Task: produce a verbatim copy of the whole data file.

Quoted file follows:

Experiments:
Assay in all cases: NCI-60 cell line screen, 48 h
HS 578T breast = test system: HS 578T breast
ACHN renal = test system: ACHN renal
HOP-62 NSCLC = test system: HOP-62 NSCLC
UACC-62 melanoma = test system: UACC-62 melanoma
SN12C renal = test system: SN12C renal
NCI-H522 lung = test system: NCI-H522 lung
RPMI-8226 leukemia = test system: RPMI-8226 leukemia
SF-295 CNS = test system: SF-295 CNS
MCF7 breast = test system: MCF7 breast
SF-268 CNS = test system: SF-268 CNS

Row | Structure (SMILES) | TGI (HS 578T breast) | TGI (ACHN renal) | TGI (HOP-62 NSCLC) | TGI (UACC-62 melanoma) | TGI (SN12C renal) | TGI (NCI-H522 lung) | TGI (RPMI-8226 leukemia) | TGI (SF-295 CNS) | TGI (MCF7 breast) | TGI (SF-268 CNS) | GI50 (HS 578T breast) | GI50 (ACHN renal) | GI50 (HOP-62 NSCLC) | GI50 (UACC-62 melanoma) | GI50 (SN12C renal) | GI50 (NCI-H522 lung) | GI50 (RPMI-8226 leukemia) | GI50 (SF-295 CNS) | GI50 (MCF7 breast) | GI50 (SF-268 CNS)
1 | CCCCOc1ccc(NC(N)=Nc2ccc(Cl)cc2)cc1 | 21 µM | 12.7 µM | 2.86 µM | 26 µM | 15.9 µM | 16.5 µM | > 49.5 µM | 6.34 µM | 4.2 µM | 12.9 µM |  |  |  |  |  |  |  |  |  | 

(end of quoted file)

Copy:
Experiments:
Assay in all cases: NCI-60 cell line screen, 48 h
HS 578T breast = test system: HS 578T breast
ACHN renal = test system: ACHN renal
HOP-62 NSCLC = test system: HOP-62 NSCLC
UACC-62 melanoma = test system: UACC-62 melanoma
SN12C renal = test system: SN12C renal
NCI-H522 lung = test system: NCI-H522 lung
RPMI-8226 leukemia = test system: RPMI-8226 leukemia
SF-295 CNS = test system: SF-295 CNS
MCF7 breast = test system: MCF7 breast
SF-268 CNS = test system: SF-268 CNS

Row | Structure (SMILES) | TGI (HS 578T breast) | TGI (ACHN renal) | TGI (HOP-62 NSCLC) | TGI (UACC-62 melanoma) | TGI (SN12C renal) | TGI (NCI-H522 lung) | TGI (RPMI-8226 leukemia) | TGI (SF-295 CNS) | TGI (MCF7 breast) | TGI (SF-268 CNS) | GI50 (HS 578T breast) | GI50 (ACHN renal) | GI50 (HOP-62 NSCLC) | GI50 (UACC-62 melanoma) | GI50 (SN12C renal) | GI50 (NCI-H522 lung) | GI50 (RPMI-8226 leukemia) | GI50 (SF-295 CNS) | GI50 (MCF7 breast) | GI50 (SF-268 CNS)
1 | CCCCOc1ccc(NC(N)=Nc2ccc(Cl)cc2)cc1 | 21 µM | 12.7 µM | 2.86 µM | 26 µM | 15.9 µM | 16.5 µM | > 49.5 µM | 6.34 µM | 4.2 µM | 12.9 µM |  |  |  |  |  |  |  |  |  | 